Against his chest, Celebrían nodded. “Yes. I know. I will never forget. And I do trust in him. But what about Elladan? How must this be affecting him? What if Elrohir is dead? I do not think I could bear it – we could lose them both.”
Elrond was silent, stroking her hair softly. He had to cling to whatever faint hope there was, but it was hard. Elladan’s letter had explained the few stark facts he knew. That Elrohir and Bereth had left Withypool together, heading for Tarlong. That Bereth had been found dead a few days later. That there was no sign at all of Elrohir. Was he wrong to hope? Perhaps he was being foolish. Perhaps it would be better to be realistic, to face the possibility – no, the probability that his beloved son was dead.
The sound of a single voice, lifted in a lament, drifted in through the open window. After the first few haunting bars a handful of other voices joined in, and were gradually joined by several more. The first singers would be Bereth’s family, then his friends and fellow healers. The laments and songs of mourning would continue through the night, until the stars faded, and would be followed by the burial. Elrond knew he would have to be there for that. But he found himself wondering. Would the next songs and prayers be sung for his son? Would he lead the laments that would plunge the whole of Imladris into mourning?
Pain knifed through him as he remembered Elrohir’s smile, so infectious it could brighten the dullest day; his sudden laughter as he teased his brother or sister; his unexpected, unyielding stubbornness. The interminable way the twins bickered endlessly, driving their parents, and all around them, to distraction. The way they would still speak simultaneously, or finish the other’s sentence. There was so much to remember.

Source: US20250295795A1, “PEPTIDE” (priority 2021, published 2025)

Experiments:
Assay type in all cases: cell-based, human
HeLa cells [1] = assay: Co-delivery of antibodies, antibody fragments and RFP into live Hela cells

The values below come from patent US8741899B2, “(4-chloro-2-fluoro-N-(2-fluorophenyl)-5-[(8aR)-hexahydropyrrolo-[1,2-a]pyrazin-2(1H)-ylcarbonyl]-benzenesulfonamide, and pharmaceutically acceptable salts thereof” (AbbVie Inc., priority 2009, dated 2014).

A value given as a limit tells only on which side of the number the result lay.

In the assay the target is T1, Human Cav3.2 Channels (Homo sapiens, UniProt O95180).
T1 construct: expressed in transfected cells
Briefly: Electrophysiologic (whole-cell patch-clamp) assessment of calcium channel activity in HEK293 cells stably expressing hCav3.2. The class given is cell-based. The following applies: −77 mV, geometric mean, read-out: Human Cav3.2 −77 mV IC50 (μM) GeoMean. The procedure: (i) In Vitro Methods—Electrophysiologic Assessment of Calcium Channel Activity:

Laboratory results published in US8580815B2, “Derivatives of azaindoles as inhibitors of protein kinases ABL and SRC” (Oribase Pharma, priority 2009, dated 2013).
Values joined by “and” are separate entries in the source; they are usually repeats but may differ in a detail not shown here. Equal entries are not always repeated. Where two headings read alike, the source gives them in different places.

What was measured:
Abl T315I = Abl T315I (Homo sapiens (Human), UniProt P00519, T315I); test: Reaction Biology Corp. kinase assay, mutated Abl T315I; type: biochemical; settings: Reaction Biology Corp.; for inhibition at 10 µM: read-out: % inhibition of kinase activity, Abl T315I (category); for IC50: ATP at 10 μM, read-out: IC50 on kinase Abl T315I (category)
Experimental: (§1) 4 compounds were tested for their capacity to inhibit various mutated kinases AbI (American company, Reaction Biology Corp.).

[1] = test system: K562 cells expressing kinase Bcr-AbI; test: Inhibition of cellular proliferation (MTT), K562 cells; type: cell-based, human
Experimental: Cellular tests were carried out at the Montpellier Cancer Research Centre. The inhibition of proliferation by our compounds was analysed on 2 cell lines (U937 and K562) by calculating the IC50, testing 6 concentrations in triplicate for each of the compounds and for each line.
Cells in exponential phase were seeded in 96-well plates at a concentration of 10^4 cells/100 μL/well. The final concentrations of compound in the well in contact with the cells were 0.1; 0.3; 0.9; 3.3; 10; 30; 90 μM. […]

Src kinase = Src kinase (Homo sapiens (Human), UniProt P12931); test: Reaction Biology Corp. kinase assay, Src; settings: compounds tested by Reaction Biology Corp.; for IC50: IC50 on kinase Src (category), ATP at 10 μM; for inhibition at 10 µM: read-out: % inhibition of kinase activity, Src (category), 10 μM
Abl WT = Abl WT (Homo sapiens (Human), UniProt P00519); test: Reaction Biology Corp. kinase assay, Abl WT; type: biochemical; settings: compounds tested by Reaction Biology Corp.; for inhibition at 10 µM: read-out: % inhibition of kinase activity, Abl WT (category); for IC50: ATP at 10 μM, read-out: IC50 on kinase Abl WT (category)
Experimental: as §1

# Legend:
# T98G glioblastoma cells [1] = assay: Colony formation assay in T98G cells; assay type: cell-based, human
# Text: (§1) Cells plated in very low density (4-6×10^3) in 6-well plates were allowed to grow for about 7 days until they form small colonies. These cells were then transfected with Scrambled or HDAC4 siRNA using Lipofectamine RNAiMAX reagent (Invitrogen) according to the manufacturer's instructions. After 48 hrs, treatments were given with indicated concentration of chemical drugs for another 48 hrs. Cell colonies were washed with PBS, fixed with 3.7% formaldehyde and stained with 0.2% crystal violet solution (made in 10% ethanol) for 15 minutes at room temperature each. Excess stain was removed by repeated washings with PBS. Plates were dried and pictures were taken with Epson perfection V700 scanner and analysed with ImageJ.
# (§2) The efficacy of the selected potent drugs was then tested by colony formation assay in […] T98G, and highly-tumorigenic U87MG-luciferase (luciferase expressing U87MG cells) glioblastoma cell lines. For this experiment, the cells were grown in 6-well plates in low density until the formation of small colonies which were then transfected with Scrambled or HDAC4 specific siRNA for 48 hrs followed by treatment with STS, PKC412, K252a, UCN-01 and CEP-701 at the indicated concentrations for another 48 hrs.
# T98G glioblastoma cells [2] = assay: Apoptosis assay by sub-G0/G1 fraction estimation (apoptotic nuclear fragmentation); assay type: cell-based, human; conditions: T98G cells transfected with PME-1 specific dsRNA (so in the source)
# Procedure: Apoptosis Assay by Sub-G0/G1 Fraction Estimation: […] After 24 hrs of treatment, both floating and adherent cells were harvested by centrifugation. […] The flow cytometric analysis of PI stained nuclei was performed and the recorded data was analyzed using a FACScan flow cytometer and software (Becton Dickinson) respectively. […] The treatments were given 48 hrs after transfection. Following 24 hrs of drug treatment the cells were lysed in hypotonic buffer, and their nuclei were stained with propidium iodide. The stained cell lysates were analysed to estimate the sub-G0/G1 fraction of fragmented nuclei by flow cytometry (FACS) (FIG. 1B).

He had survived the death of his own twin, although it had all but destroyed him, but in truth, the bond between him and Elros had been sundered long before that by their choices. His sons were much closer, their link much stronger. How would Elladan be able to cope? What would he do? Like Celebrían, he knew he could not face losing them both.
At length Celebrían stirred against him, and he stood, helping her to her feet. “Come,” he told her. “Come to bed. We cannot stay here all night. We have no need to.”
“No. I thought I would feel closer to him here, but it makes no difference. I can feel him everywhere, throughout the house and the valley, but he seems so far away.” She hesitated again. “He – he will come home again. I have to believe that.”
“Yes. Hold to that belief. Cel, I have been thinking. I think we should send word to Arwen.”
Celebrían nodded in agreement. “I already have. I wrote to her this evening, the letter is still on my desk. She should be here. She will have no idea of what has happened. And it will be a comfort to have her home.” She sighed deeply. “I wish I had my mother’s gift. Then perhaps I would know where he is, what happened to him.”
“No. It is an unchancy gift, you know that, with no way of telling what is true and what is not. Of what may already have come to pass, and what may never happen. It would just torment you. It is not a gift I would wish on any.”
They left Elrohir’s room together, and Elrond quietly closed the door, shutting out the soft strains of singing that still filled the night. Celebrían still clutched the shirt to her chest tightly. Slowly they climbed the stairs to their own rooms, to spend the night waiting sleeplessly, waiting for dawn, waiting for what news the new day may bring.Stories > First > Previous > Next